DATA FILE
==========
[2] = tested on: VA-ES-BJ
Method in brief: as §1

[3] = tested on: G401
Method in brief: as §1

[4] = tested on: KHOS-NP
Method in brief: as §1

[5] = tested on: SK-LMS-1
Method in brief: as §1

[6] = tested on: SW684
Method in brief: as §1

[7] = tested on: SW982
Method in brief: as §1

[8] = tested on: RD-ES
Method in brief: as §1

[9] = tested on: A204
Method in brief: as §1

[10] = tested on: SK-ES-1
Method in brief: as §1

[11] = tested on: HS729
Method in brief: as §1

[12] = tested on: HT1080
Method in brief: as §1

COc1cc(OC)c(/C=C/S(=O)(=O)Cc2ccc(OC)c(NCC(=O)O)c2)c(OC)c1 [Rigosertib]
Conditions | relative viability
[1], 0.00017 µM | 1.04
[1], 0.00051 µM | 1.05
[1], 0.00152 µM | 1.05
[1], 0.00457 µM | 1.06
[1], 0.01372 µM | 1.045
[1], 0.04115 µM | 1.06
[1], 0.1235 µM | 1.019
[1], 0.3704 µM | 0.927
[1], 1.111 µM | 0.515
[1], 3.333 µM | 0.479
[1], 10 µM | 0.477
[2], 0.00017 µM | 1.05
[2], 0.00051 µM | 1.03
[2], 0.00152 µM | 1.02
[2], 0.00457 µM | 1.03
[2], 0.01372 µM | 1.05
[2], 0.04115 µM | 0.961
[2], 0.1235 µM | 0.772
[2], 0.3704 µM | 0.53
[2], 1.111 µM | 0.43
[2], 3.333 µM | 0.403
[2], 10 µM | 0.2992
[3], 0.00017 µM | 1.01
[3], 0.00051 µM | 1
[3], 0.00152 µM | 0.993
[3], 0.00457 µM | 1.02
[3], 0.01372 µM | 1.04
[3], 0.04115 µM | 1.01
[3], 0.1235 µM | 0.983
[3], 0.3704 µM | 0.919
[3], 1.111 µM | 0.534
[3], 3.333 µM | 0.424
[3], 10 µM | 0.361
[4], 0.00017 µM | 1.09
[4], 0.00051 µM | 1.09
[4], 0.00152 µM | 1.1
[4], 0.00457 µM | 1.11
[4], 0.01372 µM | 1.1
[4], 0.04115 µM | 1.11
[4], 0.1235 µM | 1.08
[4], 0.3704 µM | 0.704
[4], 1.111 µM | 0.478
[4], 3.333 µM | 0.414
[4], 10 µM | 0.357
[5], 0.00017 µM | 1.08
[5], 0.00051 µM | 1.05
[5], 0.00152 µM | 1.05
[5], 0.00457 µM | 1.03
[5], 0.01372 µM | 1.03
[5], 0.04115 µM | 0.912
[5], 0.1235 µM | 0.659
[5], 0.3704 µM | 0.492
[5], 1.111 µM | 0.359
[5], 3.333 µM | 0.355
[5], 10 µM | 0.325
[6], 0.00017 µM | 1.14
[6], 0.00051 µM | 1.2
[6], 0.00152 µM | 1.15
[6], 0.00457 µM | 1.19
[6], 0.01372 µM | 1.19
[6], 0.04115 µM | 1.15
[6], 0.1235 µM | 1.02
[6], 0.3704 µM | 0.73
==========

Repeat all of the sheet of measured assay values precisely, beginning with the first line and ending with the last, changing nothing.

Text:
[2] = tested on: VA-ES-BJ
Method in brief: as §1

[3] = tested on: G401
Method in brief: as §1

[4] = tested on: KHOS-NP
Method in brief: as §1

[5] = tested on: SK-LMS-1
Method in brief: as §1

[6] = tested on: SW684
Method in brief: as §1

[7] = tested on: SW982
Method in brief: as §1

[8] = tested on: RD-ES
Method in brief: as §1

[9] = tested on: A204
Method in brief: as §1

[10] = tested on: SK-ES-1
Method in brief: as §1

[11] = tested on: HS729
Method in brief: as §1

[12] = tested on: HT1080
Method in brief: as §1

COc1cc(OC)c(/C=C/S(=O)(=O)Cc2ccc(OC)c(NCC(=O)O)c2)c(OC)c1 [Rigosertib]
Conditions | relative viability
[1], 0.00017 µM | 1.04
[1], 0.00051 µM | 1.05
[1], 0.00152 µM | 1.05
[1], 0.00457 µM | 1.06
[1], 0.01372 µM | 1.045
[1], 0.04115 µM | 1.06
[1], 0.1235 µM | 1.019
[1], 0.3704 µM | 0.927
[1], 1.111 µM | 0.515
[1], 3.333 µM | 0.479
[1], 10 µM | 0.477
[2], 0.00017 µM | 1.05
[2], 0.00051 µM | 1.03
[2], 0.00152 µM | 1.02
[2], 0.00457 µM | 1.03
[2], 0.01372 µM | 1.05
[2], 0.04115 µM | 0.961
[2], 0.1235 µM | 0.772
[2], 0.3704 µM | 0.53
[2], 1.111 µM | 0.43
[2], 3.333 µM | 0.403
[2], 10 µM | 0.2992
[3], 0.00017 µM | 1.01
[3], 0.00051 µM | 1
[3], 0.00152 µM | 0.993
[3], 0.00457 µM | 1.02
[3], 0.01372 µM | 1.04
[3], 0.04115 µM | 1.01
[3], 0.1235 µM | 0.983
[3], 0.3704 µM | 0.919
[3], 1.111 µM | 0.534
[3], 3.333 µM | 0.424
[3], 10 µM | 0.361
[4], 0.00017 µM | 1.09
[4], 0.00051 µM | 1.09
[4], 0.00152 µM | 1.1
[4], 0.00457 µM | 1.11
[4], 0.01372 µM | 1.1
[4], 0.04115 µM | 1.11
[4], 0.1235 µM | 1.08
[4], 0.3704 µM | 0.704
[4], 1.111 µM | 0.478
[4], 3.333 µM | 0.414
[4], 10 µM | 0.357
[5], 0.00017 µM | 1.08
[5], 0.00051 µM | 1.05
[5], 0.00152 µM | 1.05
[5], 0.00457 µM | 1.03
[5], 0.01372 µM | 1.03
[5], 0.04115 µM | 0.912
[5], 0.1235 µM | 0.659
[5], 0.3704 µM | 0.492
[5], 1.111 µM | 0.359
[5], 3.333 µM | 0.355
[5], 10 µM | 0.325
[6], 0.00017 µM | 1.14
[6], 0.00051 µM | 1.2
[6], 0.00152 µM | 1.15
[6], 0.00457 µM | 1.19
[6], 0.01372 µM | 1.19
[6], 0.04115 µM | 1.15
[6], 0.1235 µM | 1.02
[6], 0.3704 µM | 0.73